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Ambitious Mauritius: A Political Success Story

The MV Explorer made a brief stop last week in Mauritius and, although students had a short time on shore, the incredible success story of the former British colony has provided plenty of fodder for classroom discussions, especially in the political science classes of Dr. Lew Hinchman.

When Mauritius gained independence in 1968, it faced both a bleak economic future and a powder keg of social conflict. “The chances of Mauritius turning out well were very low,” explained Lew Hinchman, who teaches Introduction to Comparative Politics and Theories of International Relations. “There was severe poverty on one hand and social conflict on the other. Per capita income was a few hundred dollars a year and genuine hunger was a real threat.” Mauritius, however, has surged since independence thanks to what Hinchman calls “a lot of smart decision and a little luck for good measure.” The capital of Port Louis is now the wealthiest city in Africa, and all citizens receive free health care, free university education, unemployment insurance, and, for the 87% of islanders who own their own home (compared to 70% in the USA), there’s state-provided hurricane insurance as well.

Widespread education is just one of the many political tools used to unite the formerly fragmented society. Descendants of 19th century indentured servants make up today’s population, but the ethnic diversity hasn’t yielded the problems common in other nations. Hindis, Muslims, and Afro-Creoles work peaceably in a one-of-a-kind political system described by Hinchman as a “best loser system.” Citizens elect 62 members of Parliament, while the President (not the Prime Minister) appoints the last 8 members from the closest runners-up, dedicating attention to underrepresented populations. It seems unlikely but, like most ideas in Mauritius, it works.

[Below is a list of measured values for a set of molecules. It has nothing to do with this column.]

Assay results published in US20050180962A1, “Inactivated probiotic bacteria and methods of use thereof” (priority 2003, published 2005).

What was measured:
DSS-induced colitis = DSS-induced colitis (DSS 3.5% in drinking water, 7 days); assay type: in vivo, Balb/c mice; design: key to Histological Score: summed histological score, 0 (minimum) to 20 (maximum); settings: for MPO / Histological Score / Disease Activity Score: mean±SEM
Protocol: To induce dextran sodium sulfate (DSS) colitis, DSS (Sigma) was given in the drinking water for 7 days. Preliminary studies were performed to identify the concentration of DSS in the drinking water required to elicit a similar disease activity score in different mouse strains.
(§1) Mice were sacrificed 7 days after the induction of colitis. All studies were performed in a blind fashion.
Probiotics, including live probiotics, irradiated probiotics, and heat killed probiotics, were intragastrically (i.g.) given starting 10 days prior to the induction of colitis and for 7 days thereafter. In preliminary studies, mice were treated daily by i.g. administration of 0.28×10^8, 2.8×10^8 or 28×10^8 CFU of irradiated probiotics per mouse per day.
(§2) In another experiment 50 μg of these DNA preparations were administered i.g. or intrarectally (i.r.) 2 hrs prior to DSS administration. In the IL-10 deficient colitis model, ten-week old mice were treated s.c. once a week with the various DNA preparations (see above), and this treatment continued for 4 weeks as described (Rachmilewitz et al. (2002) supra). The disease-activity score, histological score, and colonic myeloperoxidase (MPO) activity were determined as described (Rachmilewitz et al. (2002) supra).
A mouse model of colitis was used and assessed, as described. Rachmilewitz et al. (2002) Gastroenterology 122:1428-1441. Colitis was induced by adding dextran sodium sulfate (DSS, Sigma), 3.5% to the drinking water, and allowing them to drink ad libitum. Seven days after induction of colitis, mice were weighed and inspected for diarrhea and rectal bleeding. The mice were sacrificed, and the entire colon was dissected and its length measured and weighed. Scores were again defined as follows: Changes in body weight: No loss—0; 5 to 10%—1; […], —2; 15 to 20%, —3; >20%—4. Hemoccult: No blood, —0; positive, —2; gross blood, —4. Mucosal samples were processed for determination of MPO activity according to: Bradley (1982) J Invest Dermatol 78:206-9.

While the politics are fascinating, the economy is even more incredible. Much like Manaus earlier in the voyage, Mauritius also declared itself a tax-free zone. The move to encourage international investment succeeded, and Mauritius has expanded from a one-crop country to a leader in IT, tourism, and textiles. While the rest of the world flounders through a listless economy, the annual GDP of Mauritius has grown by 5 percent during each of the past 30 years and, by 1990, the country had achieved a remarkable, nearly-unheard-of, zero percent unemployment rate. “Their economic secret has always been looking to find new sources of industry to stay ahead of the curve,” Hinchman explained of the nation’s startling success story.

The tiny island of Mauritius, 540 miles off the east coast of Madagascar, rests geographically and culturally between Africa and Asia, making it the perfect destination as the MV Explorer sails from South Africa towards India. If Semester at Sea is educating the leaders of tomorrow, there’s no better place to look than innovative, inspiring Mauritius.

Click here to read Dr. Lew Hinchman’s bio.

Students look off Deck 5 as Mauritius fades off in the distance
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